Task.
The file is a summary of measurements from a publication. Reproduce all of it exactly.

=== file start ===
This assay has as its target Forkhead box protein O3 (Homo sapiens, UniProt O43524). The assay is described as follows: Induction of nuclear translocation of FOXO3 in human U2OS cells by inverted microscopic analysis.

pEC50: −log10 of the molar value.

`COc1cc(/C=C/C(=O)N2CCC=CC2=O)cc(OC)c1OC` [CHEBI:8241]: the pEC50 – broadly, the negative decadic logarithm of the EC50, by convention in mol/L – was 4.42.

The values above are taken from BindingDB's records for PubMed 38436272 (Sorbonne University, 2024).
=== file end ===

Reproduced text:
This assay has as its target Forkhead box protein O3 (Homo sapiens, UniProt O43524). The assay is described as follows: Induction of nuclear translocation of FOXO3 in human U2OS cells by inverted microscopic analysis.

pEC50: −log10 of the molar value.

`COc1cc(/C=C/C(=O)N2CCC=CC2=O)cc(OC)c1OC` [CHEBI:8241]: the pEC50 – broadly, the negative decadic logarithm of the EC50, by convention in mol/L – was 4.42.

The values above are taken from BindingDB's records for PubMed 38436272 (Sorbonne University, 2024).